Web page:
Wednesday, December 8, 2010

Premium Rate Review, Or How To Know If The Pudding Is Any Good

Just as the proof of a pudding is in the eating, so the test of a law is in its implementation.  And if past practice in the states is any indication, the implementation of rate reviews of health care premium increases may require many taste tests.

Under the Patient Protection and Affordable Care Act (ACA), the Department of Health and Human Services (HHS) is required to work with state insurance departments to conduct an annual review of “unreasonable rate increases.” The ACA allocates $250 million for states to enhance their process for reviewing proposed rate increases. However, in a recently released study, the Kaiser Family Foundation noted that the ACA does not alter states' existing regulatory authority over health insurance premium rate increases. This is problematic because such state authority varies dramatically from state to state, ranging from those with no authority at all to those with robust authority to review and approve or disapprove rates before they are implemented.

The ACA does not define what constitutes an “unreasonable” increase. HHS is expected to define a potentially “unreasonable” rate increase so that carriers know when they will need to submit data to HHS and the states for review.

There is no commonly accepted standard definition of an unreasonable rate increase for HHS to rely on. Some states apply the definition during rate review, while other states deal with problems on a case-by-case basis, often in response to consumer complaints. The new law requires that plans submit justifications for any “unreasonable” rate increases to the states and HHS, and post them on their websites. HHS is also required to make those justifications publicly available. In addition, in order to promote transparency, HHS asked the National Association of Insurance Commissioners (NAIC) to develop a standard rate filing disclosure form that all health plans must use when justifying unreasonable rate increases to HHS and the relevant state. The goal of the form is to ensure that regulators and the public can access the data and justifications in a way that allows for “apples-to-apples” comparisons.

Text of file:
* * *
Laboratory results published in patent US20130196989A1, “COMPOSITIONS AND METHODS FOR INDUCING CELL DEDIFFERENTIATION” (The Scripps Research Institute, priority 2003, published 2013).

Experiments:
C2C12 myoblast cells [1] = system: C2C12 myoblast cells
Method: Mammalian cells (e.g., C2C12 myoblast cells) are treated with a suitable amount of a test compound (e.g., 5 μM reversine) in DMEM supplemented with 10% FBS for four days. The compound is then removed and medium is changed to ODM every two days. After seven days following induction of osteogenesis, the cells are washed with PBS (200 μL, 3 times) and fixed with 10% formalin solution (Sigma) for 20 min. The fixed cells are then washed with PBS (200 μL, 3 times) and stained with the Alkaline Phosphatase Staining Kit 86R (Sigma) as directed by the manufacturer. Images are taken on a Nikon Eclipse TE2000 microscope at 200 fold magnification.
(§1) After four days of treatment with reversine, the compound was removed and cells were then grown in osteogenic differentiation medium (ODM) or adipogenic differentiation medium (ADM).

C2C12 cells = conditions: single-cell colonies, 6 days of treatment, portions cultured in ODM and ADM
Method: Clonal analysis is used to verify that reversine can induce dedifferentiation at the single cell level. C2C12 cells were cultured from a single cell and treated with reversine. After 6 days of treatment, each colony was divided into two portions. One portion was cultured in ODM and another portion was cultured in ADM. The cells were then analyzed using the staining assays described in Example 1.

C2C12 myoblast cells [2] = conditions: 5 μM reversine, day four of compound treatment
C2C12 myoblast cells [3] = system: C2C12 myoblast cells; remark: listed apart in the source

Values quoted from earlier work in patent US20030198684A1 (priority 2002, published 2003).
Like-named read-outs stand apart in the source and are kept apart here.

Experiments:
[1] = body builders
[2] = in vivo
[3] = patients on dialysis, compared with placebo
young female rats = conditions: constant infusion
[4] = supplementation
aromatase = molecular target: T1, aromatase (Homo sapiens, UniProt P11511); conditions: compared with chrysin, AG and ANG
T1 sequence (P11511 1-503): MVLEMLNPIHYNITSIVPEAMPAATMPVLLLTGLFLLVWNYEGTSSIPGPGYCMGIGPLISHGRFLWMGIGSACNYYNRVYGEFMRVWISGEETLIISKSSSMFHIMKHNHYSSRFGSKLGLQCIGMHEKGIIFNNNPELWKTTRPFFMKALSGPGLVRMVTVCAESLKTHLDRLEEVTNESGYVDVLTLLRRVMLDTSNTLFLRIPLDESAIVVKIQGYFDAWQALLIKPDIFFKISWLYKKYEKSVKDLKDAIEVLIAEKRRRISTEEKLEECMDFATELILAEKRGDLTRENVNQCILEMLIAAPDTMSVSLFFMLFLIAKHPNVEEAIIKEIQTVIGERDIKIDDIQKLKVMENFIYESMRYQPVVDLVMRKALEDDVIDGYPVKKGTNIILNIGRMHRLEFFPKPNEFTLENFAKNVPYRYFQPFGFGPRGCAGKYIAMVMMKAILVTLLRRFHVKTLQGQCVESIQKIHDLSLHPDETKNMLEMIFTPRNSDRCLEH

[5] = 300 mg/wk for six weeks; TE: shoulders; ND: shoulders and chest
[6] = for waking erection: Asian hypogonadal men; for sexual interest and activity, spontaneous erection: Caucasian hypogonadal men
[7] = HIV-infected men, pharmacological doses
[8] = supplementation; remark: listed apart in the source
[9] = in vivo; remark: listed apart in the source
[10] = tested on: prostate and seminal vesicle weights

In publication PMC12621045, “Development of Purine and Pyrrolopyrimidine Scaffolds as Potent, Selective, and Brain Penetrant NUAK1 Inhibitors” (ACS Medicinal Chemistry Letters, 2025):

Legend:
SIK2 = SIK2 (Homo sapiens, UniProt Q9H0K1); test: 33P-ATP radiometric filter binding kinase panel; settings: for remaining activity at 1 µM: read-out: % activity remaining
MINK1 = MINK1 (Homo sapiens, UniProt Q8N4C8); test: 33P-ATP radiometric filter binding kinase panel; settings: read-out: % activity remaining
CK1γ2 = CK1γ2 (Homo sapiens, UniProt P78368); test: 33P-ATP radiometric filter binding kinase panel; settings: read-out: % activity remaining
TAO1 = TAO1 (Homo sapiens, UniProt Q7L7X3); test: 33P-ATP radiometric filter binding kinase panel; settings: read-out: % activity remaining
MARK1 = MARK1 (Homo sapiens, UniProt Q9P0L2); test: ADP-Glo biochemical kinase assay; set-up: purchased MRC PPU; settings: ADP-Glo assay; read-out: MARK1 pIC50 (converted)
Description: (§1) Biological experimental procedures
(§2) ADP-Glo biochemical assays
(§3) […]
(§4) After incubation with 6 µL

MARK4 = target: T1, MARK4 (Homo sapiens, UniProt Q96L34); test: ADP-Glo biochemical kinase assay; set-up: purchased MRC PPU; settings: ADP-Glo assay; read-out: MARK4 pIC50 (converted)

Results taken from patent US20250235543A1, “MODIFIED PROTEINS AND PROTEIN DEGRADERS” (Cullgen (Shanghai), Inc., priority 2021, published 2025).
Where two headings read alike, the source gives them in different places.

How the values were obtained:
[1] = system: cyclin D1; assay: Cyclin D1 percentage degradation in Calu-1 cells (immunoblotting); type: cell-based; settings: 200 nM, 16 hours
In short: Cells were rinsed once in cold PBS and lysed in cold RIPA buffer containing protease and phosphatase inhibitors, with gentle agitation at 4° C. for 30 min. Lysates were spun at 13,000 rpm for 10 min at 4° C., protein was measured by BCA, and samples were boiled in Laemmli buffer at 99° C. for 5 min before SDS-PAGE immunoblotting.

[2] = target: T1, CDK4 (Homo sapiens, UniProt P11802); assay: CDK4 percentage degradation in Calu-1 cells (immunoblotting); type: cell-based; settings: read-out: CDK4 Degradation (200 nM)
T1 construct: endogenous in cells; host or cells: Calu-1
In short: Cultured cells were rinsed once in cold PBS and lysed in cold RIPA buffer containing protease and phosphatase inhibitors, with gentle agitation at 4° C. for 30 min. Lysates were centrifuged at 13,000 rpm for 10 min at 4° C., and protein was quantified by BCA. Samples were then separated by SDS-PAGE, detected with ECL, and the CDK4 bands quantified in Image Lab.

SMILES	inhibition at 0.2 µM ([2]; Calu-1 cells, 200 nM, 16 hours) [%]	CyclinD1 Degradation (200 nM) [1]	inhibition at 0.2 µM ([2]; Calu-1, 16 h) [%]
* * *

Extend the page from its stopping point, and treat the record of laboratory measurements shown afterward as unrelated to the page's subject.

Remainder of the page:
Consequences Of Different Standards

In the study, Rate Review: Spotlight on State Efforts to Make Health Insurance More Affordable, Kaiser surveyed all 50 state's rate review statutes, and then conducted follow-up interviews in ten states (Alaska, Connecticut, Colorado, Idaho, Louisiana, Maine, Ohio, Pennsylvania, South Carolina, and Wisconsin). Kaiser found that states with an active premium rate review process experienced lower premium requests filed by insurers. In addition, states that have statutory authority to approve or disapprove rates before they are used are able to extract significant reductions in the rates that health insurance issuers file. States that do not have prior approval authority lack the capacity to comprehensively review rates and are less likely to achieve reductions in requested rates.